Another factor behind this observation is that many of the older Quebec-based companies are post-telecoms bubble survivors, which have had to adapt from that market-place into more fruitful areas.
Optosecurity, which is based in INO's incubator building, has developed an optics-based technology called the OptoScreener that both enhances the images from security scanning systems (such as airport X-ray machines) and classifies potential threats such as firearms, knives, gun parts, explosives and the like by their shapes.
In August 2005, Jean Lachapelle, Opto Security's VP of product management, joined the company when it comprised just a handful of people. Less than a year later the VC-backed firm had grown by 300% and has already raised C$5.1 m.
"Basically, what we are trying to do is prevent terrorists, criminals and negligent people passing through checkpoints with lethal weapons, prohibited items or explosives," he told OLE. "We can also check parcels going through the post - in fact, anything that can go through an X-ray machine."
Optosecurity's innovation is based on an earlier development at neighbouring INO called the optical correlator, a combination of optics and software that allows fast Fourier transforms to be performed. "We have taken that system and improved on it. We are meeting a market need that is the automation of this sophisticated type of screening and detection," added Lachapelle. "The aim is that our optical computer system will assist the human screeners in detecting a larger number of threats, while significantly reducing subjectivity and variability in the screening process."
The Optosecurity system collects the standard image from the X-ray scanner, processes it through its in-house developed software and patented optics, and compares suspect shapes with a library of potential threat images. It will classify metal guns and gun parts and can even detect certain polymer weapon parts, which some criminals mistakenly believe to be invisible to X-rays.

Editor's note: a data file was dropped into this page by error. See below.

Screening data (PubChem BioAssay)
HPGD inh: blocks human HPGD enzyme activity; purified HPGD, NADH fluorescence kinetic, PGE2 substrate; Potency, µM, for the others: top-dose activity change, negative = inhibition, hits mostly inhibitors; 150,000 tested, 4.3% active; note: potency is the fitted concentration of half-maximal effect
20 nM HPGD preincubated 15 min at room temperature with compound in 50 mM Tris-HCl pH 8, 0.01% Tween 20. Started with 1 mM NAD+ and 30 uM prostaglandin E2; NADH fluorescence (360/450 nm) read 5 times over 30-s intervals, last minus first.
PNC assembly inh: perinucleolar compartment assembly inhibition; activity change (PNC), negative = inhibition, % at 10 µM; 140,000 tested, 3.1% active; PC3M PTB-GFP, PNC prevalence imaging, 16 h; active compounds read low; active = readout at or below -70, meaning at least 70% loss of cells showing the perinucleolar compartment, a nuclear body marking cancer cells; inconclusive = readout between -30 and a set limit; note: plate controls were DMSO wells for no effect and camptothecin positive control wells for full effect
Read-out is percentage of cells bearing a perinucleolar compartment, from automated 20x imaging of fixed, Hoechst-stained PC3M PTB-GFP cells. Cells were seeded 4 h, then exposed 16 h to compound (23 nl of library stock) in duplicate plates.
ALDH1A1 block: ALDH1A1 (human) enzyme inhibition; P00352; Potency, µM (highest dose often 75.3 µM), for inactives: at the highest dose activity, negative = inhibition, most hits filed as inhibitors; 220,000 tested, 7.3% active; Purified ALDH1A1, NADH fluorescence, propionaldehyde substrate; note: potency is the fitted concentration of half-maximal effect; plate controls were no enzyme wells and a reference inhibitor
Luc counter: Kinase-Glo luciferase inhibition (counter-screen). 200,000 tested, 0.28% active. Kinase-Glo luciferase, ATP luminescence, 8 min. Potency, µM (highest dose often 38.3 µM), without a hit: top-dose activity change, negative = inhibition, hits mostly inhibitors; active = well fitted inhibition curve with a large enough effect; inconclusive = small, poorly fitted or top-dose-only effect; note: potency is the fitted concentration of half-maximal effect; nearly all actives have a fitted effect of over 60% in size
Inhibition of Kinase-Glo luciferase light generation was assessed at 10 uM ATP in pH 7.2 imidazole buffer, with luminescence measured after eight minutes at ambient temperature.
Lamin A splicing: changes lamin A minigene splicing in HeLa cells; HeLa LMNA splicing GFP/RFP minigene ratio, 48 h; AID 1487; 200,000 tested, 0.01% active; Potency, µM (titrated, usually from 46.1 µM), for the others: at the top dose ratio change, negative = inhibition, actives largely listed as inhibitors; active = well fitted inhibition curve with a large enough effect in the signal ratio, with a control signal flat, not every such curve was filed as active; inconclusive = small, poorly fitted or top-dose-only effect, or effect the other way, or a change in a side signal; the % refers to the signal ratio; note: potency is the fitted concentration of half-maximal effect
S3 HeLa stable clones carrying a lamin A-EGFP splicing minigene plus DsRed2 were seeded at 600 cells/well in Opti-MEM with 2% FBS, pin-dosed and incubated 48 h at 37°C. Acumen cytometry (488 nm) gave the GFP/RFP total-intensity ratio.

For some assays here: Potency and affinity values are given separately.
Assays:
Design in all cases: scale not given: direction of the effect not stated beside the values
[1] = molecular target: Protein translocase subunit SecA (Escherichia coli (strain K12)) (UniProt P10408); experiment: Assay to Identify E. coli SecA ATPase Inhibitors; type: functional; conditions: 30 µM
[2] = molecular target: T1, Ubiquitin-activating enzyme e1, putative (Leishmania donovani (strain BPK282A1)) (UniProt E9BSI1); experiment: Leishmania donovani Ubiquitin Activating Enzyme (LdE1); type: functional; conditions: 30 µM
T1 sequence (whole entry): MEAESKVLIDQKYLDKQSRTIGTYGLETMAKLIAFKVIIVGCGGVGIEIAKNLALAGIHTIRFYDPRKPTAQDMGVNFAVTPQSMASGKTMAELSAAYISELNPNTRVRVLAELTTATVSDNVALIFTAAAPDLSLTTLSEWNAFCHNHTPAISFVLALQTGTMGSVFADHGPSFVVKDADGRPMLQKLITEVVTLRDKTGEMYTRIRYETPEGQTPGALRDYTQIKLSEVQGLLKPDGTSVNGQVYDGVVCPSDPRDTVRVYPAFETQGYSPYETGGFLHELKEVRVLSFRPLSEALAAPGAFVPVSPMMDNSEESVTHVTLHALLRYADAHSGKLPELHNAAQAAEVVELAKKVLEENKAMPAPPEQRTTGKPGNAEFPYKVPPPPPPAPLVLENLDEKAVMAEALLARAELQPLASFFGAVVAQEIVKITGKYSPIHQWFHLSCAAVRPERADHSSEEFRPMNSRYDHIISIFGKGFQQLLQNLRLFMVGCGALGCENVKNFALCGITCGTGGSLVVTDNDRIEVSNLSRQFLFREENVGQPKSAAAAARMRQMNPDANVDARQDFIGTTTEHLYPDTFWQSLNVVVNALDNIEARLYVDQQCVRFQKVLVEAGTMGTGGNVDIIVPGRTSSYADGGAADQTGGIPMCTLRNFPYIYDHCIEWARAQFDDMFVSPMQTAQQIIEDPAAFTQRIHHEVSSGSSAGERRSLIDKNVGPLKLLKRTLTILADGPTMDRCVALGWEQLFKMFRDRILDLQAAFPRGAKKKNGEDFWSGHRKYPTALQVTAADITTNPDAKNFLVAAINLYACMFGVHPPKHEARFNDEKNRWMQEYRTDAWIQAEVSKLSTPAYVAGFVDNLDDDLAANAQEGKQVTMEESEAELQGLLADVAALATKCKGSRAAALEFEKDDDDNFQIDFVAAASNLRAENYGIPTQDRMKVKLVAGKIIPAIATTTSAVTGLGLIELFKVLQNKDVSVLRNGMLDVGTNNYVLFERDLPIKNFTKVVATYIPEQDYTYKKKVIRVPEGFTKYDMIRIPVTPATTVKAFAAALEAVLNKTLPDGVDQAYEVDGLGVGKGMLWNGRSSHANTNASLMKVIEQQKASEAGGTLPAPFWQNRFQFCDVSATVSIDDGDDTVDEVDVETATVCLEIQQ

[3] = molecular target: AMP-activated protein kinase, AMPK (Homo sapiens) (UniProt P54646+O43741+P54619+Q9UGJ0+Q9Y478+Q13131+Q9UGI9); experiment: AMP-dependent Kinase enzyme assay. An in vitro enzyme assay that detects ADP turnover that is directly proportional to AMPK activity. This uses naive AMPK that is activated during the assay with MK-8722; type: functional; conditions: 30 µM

Optosecurity demonstrated proof of its concept in April 2006 to a number of government agencies and is aiming to have product sales in the near future. The company is already working on improving the detection of threats and prohibited items at airports.
Obzerv Technologies, based in central Quebec City, develops and manufactures high-performance active imaging night-vision systems that are optimized for short-, medium- and long-range surveillance applications. The company was founded in March 2002 and secured C$4 m in private financing from Extreme CCTV in September 2003.
By incorporating innovative range-gating technology, Obzerv's active imaging night-vision systems increase visibility through light pollution, fog, snow, dust and rain - conditions that often hinder activities such as coastal surveillance, antiterrorism operations, and search and rescue. Called the ATV 2000i (Active Television 2000 Identification), the system, developed in the early 1990s at DRDC, enables operators to see objects through glass, an indispensible feature for observing building and vehicle interiors.
"The key to our patented development is that it is an actively gated optical arrangement. The camera and source combine to produce a long-distance reading system," said Deni Bonnier, Obzerv's president. "For example, we can read a ship's name from more than 5 km distant in the dark and in certain harsh weather conditions."
Active in this case means that the system employs a pulsed infrared laser source to illuminate the target and the camera shutter is synchronized to the time of flight.